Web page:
The Role of the Director
The Art of Film
The Arts and Cognition
Chapter 5: Music and Cognition
Music and Emotion
Music and Sense of Life
Rand's Mistaken Hypothesis
The Importance of Melody
The Composer's Viewpoint
Music as a "Re-Creation of Reality"
The Symphony Orchestra
Chapter 6: The Definition of Art
Anti-Essentialism in Contemporary Philosophy
The "Institutional" Definition of Art
The "Appeal to Authority"
The Rules of Definition
Rand's Definition of Art
Chapter 7: Scientific Support for Rand's Theory
Human Evolution and Prehistoric Art
The Fundamentality of Mimesis
The Cognitive Psychology of Music
The Integrative Nature of Perception
The Psychology and Physiology of Emotion
Neurological Case Studies
The Modular Mind and the Diversity of the Arts
Clinical Psychology--Madness and Modernism
PART II - EXTENSION AND APPLICATION OF RAND'S THEORY
Chapter 8: The Myth of "Abstract Art"
Pioneers: Kandinsky, Malevich, and Mondrian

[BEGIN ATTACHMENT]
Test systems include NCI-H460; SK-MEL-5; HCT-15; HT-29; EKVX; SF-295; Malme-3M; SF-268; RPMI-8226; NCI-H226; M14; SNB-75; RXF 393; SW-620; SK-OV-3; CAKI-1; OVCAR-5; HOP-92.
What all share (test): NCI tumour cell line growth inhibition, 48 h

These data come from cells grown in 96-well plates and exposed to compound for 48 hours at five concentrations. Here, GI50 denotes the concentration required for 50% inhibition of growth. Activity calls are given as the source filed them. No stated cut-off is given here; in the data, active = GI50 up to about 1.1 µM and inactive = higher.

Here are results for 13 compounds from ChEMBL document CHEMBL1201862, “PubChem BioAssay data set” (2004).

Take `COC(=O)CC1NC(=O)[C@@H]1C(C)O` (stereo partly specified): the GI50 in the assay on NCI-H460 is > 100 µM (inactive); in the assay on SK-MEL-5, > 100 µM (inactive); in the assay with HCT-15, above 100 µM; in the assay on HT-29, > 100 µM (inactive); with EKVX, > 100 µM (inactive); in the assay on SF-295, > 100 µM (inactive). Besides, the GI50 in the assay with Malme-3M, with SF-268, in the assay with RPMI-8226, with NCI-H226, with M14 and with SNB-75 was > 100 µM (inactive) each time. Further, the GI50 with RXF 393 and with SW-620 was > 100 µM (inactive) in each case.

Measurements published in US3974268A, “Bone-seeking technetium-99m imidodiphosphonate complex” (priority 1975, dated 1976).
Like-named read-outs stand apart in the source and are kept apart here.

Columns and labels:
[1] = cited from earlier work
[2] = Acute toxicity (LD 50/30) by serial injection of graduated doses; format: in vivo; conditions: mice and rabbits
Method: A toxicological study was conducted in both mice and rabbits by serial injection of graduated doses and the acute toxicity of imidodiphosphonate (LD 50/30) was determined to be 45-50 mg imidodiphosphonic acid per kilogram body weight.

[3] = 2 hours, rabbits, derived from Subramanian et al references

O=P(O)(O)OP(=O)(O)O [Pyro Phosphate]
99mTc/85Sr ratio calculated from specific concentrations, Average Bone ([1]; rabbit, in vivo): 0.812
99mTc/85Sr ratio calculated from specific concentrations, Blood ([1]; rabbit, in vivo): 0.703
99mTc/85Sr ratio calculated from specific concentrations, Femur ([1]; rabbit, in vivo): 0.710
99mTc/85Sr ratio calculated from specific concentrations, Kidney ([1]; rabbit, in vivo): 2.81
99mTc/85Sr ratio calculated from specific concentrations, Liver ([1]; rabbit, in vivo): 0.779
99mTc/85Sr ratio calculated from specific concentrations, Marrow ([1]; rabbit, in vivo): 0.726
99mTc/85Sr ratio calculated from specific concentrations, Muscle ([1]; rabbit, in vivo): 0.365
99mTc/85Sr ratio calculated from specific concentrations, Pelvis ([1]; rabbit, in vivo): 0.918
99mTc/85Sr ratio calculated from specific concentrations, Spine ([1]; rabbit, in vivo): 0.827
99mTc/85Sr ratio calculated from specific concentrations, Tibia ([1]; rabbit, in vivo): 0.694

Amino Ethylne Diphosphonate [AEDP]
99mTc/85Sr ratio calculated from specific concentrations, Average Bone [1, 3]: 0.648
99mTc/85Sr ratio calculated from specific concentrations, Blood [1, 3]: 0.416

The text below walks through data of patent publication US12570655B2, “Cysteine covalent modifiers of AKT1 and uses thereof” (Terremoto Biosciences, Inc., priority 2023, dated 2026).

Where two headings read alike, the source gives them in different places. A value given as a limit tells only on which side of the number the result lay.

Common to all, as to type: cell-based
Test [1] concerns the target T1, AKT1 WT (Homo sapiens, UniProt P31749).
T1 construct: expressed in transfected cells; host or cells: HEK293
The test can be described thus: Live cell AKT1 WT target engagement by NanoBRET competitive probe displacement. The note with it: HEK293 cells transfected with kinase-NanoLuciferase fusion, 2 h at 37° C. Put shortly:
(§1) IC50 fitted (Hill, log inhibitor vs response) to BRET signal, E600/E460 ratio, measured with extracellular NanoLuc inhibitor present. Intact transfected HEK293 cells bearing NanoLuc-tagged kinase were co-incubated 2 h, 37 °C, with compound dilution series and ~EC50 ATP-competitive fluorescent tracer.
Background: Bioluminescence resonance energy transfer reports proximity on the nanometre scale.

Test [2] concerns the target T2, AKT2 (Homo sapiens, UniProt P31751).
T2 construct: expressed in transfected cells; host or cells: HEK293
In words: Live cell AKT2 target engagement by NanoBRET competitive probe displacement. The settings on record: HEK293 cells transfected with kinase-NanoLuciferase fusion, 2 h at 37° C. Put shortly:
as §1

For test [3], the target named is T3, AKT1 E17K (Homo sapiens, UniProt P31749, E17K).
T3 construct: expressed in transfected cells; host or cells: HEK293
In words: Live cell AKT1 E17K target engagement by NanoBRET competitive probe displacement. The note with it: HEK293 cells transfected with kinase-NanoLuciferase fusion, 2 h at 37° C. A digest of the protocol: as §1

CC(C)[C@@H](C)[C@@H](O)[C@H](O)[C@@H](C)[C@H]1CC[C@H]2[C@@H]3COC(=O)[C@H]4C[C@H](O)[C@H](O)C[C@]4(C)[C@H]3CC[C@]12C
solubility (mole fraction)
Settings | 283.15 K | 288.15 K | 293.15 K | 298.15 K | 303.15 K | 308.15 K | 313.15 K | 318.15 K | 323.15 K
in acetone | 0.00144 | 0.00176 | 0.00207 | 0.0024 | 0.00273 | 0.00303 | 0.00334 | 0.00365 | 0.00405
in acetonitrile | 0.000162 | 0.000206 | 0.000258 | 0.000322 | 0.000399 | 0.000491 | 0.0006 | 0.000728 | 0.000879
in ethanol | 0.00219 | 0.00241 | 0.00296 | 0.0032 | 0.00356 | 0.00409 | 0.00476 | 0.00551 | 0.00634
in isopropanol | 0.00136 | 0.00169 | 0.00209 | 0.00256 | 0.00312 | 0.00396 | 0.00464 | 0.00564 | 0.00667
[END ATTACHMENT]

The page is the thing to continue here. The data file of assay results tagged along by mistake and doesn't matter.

Mind Divorced from Matter: The "Primacy of Consciousness"
Collective Aspirations: The "Universal" vs. the "Individual"
"Decoration" vs. Art
A Flawed View of Human Perception and Cognition
"Intuition" in Place of Reason and Objectivity
Counterfeit Elitism and "The Emperor's New Clothes"
Freedom, Spontaneity, and "Cognitive Slippage"
Polling the People
Art in the Home
Killing the Messenger
Chapter 9: Photography: An Invented "Art"
What Photography Is
Contemporary Critical Views
Chapter 10: Architecture: "Art" or "Design"?
Rand's Theoretical Position
The Nature of Architecture
Architecture and Values
Architecture and Abstract Sculpture
Architecture as Design
Chapter 11: Decorative Art and Craft
American Indian Artifacts
Quilts and Feminist Art History
The Arts and Artifacts of Africa
Contemporary Crafts as "Art"
Chapter 12: Avant-Garde Music and Dance
Avant-Garde Trends in Music
Avant-Garde Dance: Merce Cunningham
Dance: The "Silent Partner of Music"
If It Moves, It Must Be Dance
Constrained Movement as Dance
"Discussing the Undiscussable"
Chapter 13: The Literary Arts and Film
The Art of Film
Chapter 14: Postmodernism in the "Visual Arts"
]The Long Shadow of Duchamp
Assemblage Art and Installation Art
Postmodernism and Photography
The Future: Art and Technology
Chapter 15: Public Implications
Government Subsidy of the Arts
Art and the Law
Teaching the Arts to Children
Discipline-Based Art Education
Nineteen Eighty-Four: A Cautionary Tale
The "Core-Knowledge" Program
"The Educated Child"
A Radical Alternative